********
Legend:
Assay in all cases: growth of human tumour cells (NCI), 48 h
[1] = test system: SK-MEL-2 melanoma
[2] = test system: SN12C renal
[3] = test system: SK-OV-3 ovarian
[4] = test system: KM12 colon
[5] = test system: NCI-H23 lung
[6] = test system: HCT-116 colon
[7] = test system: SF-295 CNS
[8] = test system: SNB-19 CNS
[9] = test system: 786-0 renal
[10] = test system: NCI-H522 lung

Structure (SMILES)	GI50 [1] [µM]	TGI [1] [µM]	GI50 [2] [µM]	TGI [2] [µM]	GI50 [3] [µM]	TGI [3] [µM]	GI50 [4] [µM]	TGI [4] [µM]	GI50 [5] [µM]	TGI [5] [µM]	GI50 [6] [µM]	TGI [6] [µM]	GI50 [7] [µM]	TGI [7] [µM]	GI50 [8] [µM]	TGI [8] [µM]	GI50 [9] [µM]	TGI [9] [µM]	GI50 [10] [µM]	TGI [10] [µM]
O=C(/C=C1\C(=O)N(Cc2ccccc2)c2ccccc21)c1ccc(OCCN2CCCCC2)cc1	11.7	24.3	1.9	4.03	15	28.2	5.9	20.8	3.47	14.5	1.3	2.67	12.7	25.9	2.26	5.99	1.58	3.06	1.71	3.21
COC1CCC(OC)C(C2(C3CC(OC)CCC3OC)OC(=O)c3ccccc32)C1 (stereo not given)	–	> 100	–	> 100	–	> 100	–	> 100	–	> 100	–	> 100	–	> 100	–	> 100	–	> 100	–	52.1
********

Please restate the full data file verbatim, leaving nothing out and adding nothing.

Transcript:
Legend:
Assay in all cases: growth of human tumour cells (NCI), 48 h
[1] = test system: SK-MEL-2 melanoma
[2] = test system: SN12C renal
[3] = test system: SK-OV-3 ovarian
[4] = test system: KM12 colon
[5] = test system: NCI-H23 lung
[6] = test system: HCT-116 colon
[7] = test system: SF-295 CNS
[8] = test system: SNB-19 CNS
[9] = test system: 786-0 renal
[10] = test system: NCI-H522 lung

Structure (SMILES)	GI50 [1] [µM]	TGI [1] [µM]	GI50 [2] [µM]	TGI [2] [µM]	GI50 [3] [µM]	TGI [3] [µM]	GI50 [4] [µM]	TGI [4] [µM]	GI50 [5] [µM]	TGI [5] [µM]	GI50 [6] [µM]	TGI [6] [µM]	GI50 [7] [µM]	TGI [7] [µM]	GI50 [8] [µM]	TGI [8] [µM]	GI50 [9] [µM]	TGI [9] [µM]	GI50 [10] [µM]	TGI [10] [µM]
O=C(/C=C1\C(=O)N(Cc2ccccc2)c2ccccc21)c1ccc(OCCN2CCCCC2)cc1	11.7	24.3	1.9	4.03	15	28.2	5.9	20.8	3.47	14.5	1.3	2.67	12.7	25.9	2.26	5.99	1.58	3.06	1.71	3.21
COC1CCC(OC)C(C2(C3CC(OC)CCC3OC)OC(=O)c3ccccc32)C1 (stereo not given)	–	> 100	–	> 100	–	> 100	–	> 100	–	> 100	–	> 100	–	> 100	–	> 100	–	> 100	–	52.1